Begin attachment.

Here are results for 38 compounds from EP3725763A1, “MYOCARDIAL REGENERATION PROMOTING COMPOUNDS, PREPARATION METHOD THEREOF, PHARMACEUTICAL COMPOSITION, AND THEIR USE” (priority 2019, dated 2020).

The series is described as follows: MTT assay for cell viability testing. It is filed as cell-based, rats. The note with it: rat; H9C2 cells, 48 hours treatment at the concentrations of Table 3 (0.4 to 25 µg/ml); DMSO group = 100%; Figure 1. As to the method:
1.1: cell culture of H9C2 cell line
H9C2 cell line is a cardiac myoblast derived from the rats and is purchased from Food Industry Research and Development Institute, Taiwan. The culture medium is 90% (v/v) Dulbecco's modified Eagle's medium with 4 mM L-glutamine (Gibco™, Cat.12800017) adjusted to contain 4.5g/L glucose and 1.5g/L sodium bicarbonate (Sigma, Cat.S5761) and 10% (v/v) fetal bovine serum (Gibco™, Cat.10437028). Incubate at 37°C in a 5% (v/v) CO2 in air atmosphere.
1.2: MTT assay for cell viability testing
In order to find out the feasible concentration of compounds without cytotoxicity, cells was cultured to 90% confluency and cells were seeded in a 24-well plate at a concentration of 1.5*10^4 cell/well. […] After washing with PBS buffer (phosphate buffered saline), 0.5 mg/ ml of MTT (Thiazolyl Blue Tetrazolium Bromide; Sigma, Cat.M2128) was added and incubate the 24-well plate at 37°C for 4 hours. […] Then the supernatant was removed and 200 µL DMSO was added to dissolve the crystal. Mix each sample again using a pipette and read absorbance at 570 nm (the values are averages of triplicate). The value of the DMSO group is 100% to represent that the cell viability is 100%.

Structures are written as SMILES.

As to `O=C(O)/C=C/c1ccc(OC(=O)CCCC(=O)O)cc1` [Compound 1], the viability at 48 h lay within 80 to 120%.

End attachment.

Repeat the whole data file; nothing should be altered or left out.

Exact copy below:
Here are results for 38 compounds from EP3725763A1, “MYOCARDIAL REGENERATION PROMOTING COMPOUNDS, PREPARATION METHOD THEREOF, PHARMACEUTICAL COMPOSITION, AND THEIR USE” (priority 2019, dated 2020).

The series is described as follows: MTT assay for cell viability testing. It is filed as cell-based, rats. The note with it: rat; H9C2 cells, 48 hours treatment at the concentrations of Table 3 (0.4 to 25 µg/ml); DMSO group = 100%; Figure 1. As to the method:
1.1: cell culture of H9C2 cell line
H9C2 cell line is a cardiac myoblast derived from the rats and is purchased from Food Industry Research and Development Institute, Taiwan. The culture medium is 90% (v/v) Dulbecco's modified Eagle's medium with 4 mM L-glutamine (Gibco™, Cat.12800017) adjusted to contain 4.5g/L glucose and 1.5g/L sodium bicarbonate (Sigma, Cat.S5761) and 10% (v/v) fetal bovine serum (Gibco™, Cat.10437028). Incubate at 37°C in a 5% (v/v) CO2 in air atmosphere.
1.2: MTT assay for cell viability testing
In order to find out the feasible concentration of compounds without cytotoxicity, cells was cultured to 90% confluency and cells were seeded in a 24-well plate at a concentration of 1.5*10^4 cell/well. […] After washing with PBS buffer (phosphate buffered saline), 0.5 mg/ ml of MTT (Thiazolyl Blue Tetrazolium Bromide; Sigma, Cat.M2128) was added and incubate the 24-well plate at 37°C for 4 hours. […] Then the supernatant was removed and 200 µL DMSO was added to dissolve the crystal. Mix each sample again using a pipette and read absorbance at 570 nm (the values are averages of triplicate). The value of the DMSO group is 100% to represent that the cell viability is 100%.

Structures are written as SMILES.

As to `O=C(O)/C=C/c1ccc(OC(=O)CCCC(=O)O)cc1` [Compound 1], the viability at 48 h lay within 80 to 120%.